Saving the World’s rare Philippine crocodile – Winner of the Whitley Award donated by WWF-UK
The endemic and critically endangered Philippine crocodile is one of the rarest animals on the planet. Although respected by indigenous communities, the crocodiles have an image problem with outsiders. To many they are viewed as man-eaters and are even associated with corrupt politicians! In reality, the crocodile is small and will not attack people unless provoked.
On the brink
Previously widely distributed throughout the Philippines, this species is now only found in Northern Luzon and South-western Mindanao Islands. Occurring mostly outside of protected areas, crocodiles are threatened by hunting and habitat loss. Hatchling survival is also very low and there are not enough unspoilt water bodies for juvenile crocodiles to grow up in safety.
Thanks to Tess and her team at Mabuwaya Foundation, community support for crocodile and wetland conservation on Luzon Island has already been mobilised with considerable success. Four community managed crocodile sanctuaries have been established and the crocodile population has increased from just 12 in 2001 to more than 100 in 2012. The number of crocodile killings by humans has also decreased from thirteen in 1998 to one in 2013.
Her project aims to:
- Increase the Philippine crocodile population through nest protection, head-starting and release of hatchling crocodiles, and habitat restoration.
- Create two new crocodile sanctuaries and build capacity for their protection.
- Engage local communities in conservation through education and awareness campaigns.
Why it matters:
- Fewer than 100 non-hatchling Philippine crocodiles remain in the wild with only 10 adults occurring in Luzon Island.
- Without urgent conservation action the Philippine crocodile will become extinct.
- The species occurs nowhere else on Earth.
“The people we work with want to protect the crocodiles. They don’t fear the animal anymore but are very proud of it.”
2015 PROJECT UPDATE
Tess’s work with the world’s most endangered crocodilian has been very successful. Crocodile numbers are increasing and the local communities have requested support to improve facilities for the crocodiles – a great sign that they are happy to live with and encourage the species in the wild. Community monitors have been trained and school groups have also been targeted to raise awareness and pride in the Critically Endangered Philippine crocodile.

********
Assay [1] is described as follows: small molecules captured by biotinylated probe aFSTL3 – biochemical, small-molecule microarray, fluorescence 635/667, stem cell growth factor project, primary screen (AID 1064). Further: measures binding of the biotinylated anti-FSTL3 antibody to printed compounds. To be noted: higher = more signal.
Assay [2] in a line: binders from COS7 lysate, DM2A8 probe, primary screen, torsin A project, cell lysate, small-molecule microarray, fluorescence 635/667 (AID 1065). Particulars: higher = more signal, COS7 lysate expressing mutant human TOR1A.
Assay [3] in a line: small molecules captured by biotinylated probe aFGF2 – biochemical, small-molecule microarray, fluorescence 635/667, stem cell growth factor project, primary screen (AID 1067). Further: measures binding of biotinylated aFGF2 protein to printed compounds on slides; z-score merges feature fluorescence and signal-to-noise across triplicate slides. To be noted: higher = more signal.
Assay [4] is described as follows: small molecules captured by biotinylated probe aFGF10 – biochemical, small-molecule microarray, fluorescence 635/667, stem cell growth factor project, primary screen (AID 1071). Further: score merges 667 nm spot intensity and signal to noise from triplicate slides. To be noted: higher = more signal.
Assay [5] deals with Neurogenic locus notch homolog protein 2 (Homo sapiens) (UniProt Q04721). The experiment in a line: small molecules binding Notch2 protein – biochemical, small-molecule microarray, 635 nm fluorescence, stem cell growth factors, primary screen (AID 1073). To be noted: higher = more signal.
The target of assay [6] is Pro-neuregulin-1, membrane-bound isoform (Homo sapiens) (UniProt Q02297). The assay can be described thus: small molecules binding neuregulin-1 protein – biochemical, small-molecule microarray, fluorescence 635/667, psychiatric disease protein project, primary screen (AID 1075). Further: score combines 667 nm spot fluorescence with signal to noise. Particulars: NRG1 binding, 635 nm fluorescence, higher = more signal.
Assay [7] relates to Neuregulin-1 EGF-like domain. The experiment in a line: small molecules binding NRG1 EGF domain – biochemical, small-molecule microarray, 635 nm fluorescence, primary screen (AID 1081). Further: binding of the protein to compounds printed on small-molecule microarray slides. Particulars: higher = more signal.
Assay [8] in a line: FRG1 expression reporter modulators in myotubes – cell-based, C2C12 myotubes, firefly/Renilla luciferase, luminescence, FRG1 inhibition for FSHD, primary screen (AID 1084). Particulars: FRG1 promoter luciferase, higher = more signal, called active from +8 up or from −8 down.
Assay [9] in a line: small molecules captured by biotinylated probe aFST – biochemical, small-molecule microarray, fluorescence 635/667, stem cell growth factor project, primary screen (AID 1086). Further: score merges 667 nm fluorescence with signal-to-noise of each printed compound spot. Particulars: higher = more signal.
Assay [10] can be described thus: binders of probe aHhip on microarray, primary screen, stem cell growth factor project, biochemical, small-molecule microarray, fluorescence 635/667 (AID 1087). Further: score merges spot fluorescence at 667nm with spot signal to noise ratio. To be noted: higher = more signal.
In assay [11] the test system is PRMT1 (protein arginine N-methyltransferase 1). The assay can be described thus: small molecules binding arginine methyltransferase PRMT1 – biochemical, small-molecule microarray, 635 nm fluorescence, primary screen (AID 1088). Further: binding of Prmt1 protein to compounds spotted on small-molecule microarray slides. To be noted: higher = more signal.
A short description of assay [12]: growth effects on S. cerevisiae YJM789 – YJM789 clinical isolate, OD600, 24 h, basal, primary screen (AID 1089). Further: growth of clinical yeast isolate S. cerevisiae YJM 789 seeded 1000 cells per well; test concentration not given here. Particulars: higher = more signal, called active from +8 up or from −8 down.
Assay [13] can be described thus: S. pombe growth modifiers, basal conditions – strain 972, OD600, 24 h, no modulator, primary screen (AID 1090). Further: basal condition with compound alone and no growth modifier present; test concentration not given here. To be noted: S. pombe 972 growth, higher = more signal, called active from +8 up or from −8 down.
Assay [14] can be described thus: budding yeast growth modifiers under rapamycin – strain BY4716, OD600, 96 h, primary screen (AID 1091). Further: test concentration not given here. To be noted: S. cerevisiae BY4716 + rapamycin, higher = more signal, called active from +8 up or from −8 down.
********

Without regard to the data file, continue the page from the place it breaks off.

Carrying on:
With WFN’s support Tess and her team have:
- Encouraged establishment of 4 new community-based Philippine crocodile sanctuaries, doubling the number of sanctuaries from 4 in 2014 to 8 in 2015.
- Counted the highest number of adult crocodile in the wild since the Mabuwaya crocodile conservation project started in 2003.
- Released 27 head-started juvenile crocodiles into the wild in 2014. A total of 1,279 people visited the Philippine crocodile rearing station.
- Discovered 4 new nests that are now being monitored. Provided training for 70 community and local government partners in environmental law enforcement and monitoring to safe guard nests.
- Conducted community consultations; organized student theatre shows; distributed posters and calendars were distributed and information materials about crocodiles and school supplies were provided to 4,563 school children to engage people with conservation.
- Published an article about the project in the In-flight Smile magazine, with the potential to reach 17 million passengers.
2020 CONTINUATION FUNDING
Project: Community Conservation Areas in Northeast Luzon to benefit the Philippines’ people and wildlife
Continuation Funding Award: £70,000 over 2 years
The Northern Sierra Madre mountain range is one of the last wildernesses in the Philippines, boasting the country’s largest contiguous forest and unspoilt freshwater wetlands. Conservation of these habitats is crucial to both the survival of their threatened endemic species – such as the Philippine crocodile and Isabela Oriole – and also the wellbeing of those communities living along their fringes, including the indigenous Agta and Kalinga people. Illegal logging, pollution, infrastructure and large-scale tourism development all threaten their existence. Exacerbated by the pandemic, farmers are also recouping losses by increasing cultivated areas, and hunters face more demand for bushmeat to both eat and trade.
Tess and her team will apply a holistic approach embedded in the community. With Continuation Funding they aim to raise awareness and increase knowledge about these species and the importance of biodiversity among 2,000 households and 4,000 children. They will implement income generating, nature-based livelihoods such as agroforestry, sustainable harvesting and small-scale ecotourism, which, in turn, will incentivise communities to manage, protect and monitor 5 community conservation areas. In these areas they aim to reduce illegal activities by at least 50% and increase the population of each focal species by 10%.